“I am becoming the man that I needed when I was a child,” Brian says, as he tightens a bolt on a cast-off kid’s bicycle that he is resurrecting. It is one of dozens that he has refurbished and painted colorfully and then found a new home for; with a child at the local domestic violence shelter, or with a child who, like Brian, has known the sting of a clothes hanger or the devastation of sexual abuse.
Abandoned by his father and rejected and physically abused by his mother, Brian was set up to be targeted by local predators. He was left deeply scarred, and like so many abused kids, he sought solace in addictions. And he set out to prove his manhood, to compensate for the self-doubts that tormented him. But those choices led to a solitary jail cell, and the possibility of 18 years in prison for being in the wrong car at the wrong time.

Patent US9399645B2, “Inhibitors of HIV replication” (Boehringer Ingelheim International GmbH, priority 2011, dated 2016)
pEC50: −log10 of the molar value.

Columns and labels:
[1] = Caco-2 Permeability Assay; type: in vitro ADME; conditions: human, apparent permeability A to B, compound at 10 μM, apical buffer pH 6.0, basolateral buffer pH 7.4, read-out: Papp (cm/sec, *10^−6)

Brian was spared that fate. And in that solitary jail cell he vowed to make different choices. He drew on his natural talents, and eventually created for himself a career as a chef.
Today, Brian volunteers at his local rape crisis center, he speaks nationally about his own life history (his upcoming book is titled, Struggling to Fight) and about the need to provide services for survivors of childhood abuse. And, he fixes bicycles, and then spray paints them magnificent colors, and gives them to kids who need a man like him.